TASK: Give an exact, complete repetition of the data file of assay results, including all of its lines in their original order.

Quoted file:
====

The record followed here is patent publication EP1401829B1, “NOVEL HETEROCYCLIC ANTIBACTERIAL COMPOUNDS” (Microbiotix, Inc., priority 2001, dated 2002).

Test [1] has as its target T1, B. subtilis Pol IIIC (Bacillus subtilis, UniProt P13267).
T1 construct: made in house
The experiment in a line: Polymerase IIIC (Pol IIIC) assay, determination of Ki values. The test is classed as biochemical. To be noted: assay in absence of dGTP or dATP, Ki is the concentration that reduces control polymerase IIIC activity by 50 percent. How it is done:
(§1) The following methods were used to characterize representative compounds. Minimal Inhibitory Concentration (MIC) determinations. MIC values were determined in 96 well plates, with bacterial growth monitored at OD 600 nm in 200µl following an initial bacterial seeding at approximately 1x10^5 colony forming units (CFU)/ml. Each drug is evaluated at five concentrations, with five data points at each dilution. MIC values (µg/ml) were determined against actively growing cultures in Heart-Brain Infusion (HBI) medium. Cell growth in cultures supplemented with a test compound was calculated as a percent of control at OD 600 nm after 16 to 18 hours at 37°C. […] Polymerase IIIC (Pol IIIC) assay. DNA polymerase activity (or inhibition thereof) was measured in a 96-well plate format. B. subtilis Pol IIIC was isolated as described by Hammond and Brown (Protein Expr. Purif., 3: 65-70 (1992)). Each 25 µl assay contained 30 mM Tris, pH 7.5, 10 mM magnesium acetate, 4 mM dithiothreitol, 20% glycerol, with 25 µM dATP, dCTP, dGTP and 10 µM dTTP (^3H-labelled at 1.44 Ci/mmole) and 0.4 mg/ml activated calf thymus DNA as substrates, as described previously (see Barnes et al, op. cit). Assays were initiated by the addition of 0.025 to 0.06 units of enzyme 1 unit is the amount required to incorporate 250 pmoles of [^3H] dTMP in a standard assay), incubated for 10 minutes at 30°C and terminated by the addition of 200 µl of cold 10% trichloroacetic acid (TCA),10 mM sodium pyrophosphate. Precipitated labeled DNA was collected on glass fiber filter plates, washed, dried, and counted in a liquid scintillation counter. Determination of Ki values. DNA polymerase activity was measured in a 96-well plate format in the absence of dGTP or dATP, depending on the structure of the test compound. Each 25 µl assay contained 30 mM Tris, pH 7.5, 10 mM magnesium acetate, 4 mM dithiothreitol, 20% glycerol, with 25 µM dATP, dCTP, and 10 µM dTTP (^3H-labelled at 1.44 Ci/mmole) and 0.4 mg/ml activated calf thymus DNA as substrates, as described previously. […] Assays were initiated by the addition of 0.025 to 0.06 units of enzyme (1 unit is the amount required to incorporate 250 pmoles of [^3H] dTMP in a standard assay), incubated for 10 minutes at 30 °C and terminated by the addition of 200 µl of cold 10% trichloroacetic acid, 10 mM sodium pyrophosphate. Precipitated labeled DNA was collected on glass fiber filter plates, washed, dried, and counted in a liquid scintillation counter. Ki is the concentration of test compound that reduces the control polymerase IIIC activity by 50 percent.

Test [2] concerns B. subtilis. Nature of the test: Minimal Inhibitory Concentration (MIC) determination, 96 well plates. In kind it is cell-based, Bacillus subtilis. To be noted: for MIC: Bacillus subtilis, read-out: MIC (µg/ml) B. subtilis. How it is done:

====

The record followed here is patent publication EP1401829B1, “NOVEL HETEROCYCLIC ANTIBACTERIAL COMPOUNDS” (Microbiotix, Inc., priority 2001, dated 2002).

Test [1] has as its target T1, B. subtilis Pol IIIC (Bacillus subtilis, UniProt P13267).
T1 construct: made in house
The experiment in a line: Polymerase IIIC (Pol IIIC) assay, determination of Ki values. The test is classed as biochemical. To be noted: assay in absence of dGTP or dATP, Ki is the concentration that reduces control polymerase IIIC activity by 50 percent. How it is done:
(§1) The following methods were used to characterize representative compounds. Minimal Inhibitory Concentration (MIC) determinations. MIC values were determined in 96 well plates, with bacterial growth monitored at OD 600 nm in 200µl following an initial bacterial seeding at approximately 1x10^5 colony forming units (CFU)/ml. Each drug is evaluated at five concentrations, with five data points at each dilution. MIC values (µg/ml) were determined against actively growing cultures in Heart-Brain Infusion (HBI) medium. Cell growth in cultures supplemented with a test compound was calculated as a percent of control at OD 600 nm after 16 to 18 hours at 37°C. […] Polymerase IIIC (Pol IIIC) assay. DNA polymerase activity (or inhibition thereof) was measured in a 96-well plate format. B. subtilis Pol IIIC was isolated as described by Hammond and Brown (Protein Expr. Purif., 3: 65-70 (1992)). Each 25 µl assay contained 30 mM Tris, pH 7.5, 10 mM magnesium acetate, 4 mM dithiothreitol, 20% glycerol, with 25 µM dATP, dCTP, dGTP and 10 µM dTTP (^3H-labelled at 1.44 Ci/mmole) and 0.4 mg/ml activated calf thymus DNA as substrates, as described previously (see Barnes et al, op. cit). Assays were initiated by the addition of 0.025 to 0.06 units of enzyme 1 unit is the amount required to incorporate 250 pmoles of [^3H] dTMP in a standard assay), incubated for 10 minutes at 30°C and terminated by the addition of 200 µl of cold 10% trichloroacetic acid (TCA),10 mM sodium pyrophosphate. Precipitated labeled DNA was collected on glass fiber filter plates, washed, dried, and counted in a liquid scintillation counter. Determination of Ki values. DNA polymerase activity was measured in a 96-well plate format in the absence of dGTP or dATP, depending on the structure of the test compound. Each 25 µl assay contained 30 mM Tris, pH 7.5, 10 mM magnesium acetate, 4 mM dithiothreitol, 20% glycerol, with 25 µM dATP, dCTP, and 10 µM dTTP (^3H-labelled at 1.44 Ci/mmole) and 0.4 mg/ml activated calf thymus DNA as substrates, as described previously. […] Assays were initiated by the addition of 0.025 to 0.06 units of enzyme (1 unit is the amount required to incorporate 250 pmoles of [^3H] dTMP in a standard assay), incubated for 10 minutes at 30 °C and terminated by the addition of 200 µl of cold 10% trichloroacetic acid, 10 mM sodium pyrophosphate. Precipitated labeled DNA was collected on glass fiber filter plates, washed, dried, and counted in a liquid scintillation counter. Ki is the concentration of test compound that reduces the control polymerase IIIC activity by 50 percent.

Test [2] concerns B. subtilis. Nature of the test: Minimal Inhibitory Concentration (MIC) determination, 96 well plates. In kind it is cell-based, Bacillus subtilis. To be noted: for MIC: Bacillus subtilis, read-out: MIC (µg/ml) B. subtilis. How it is done: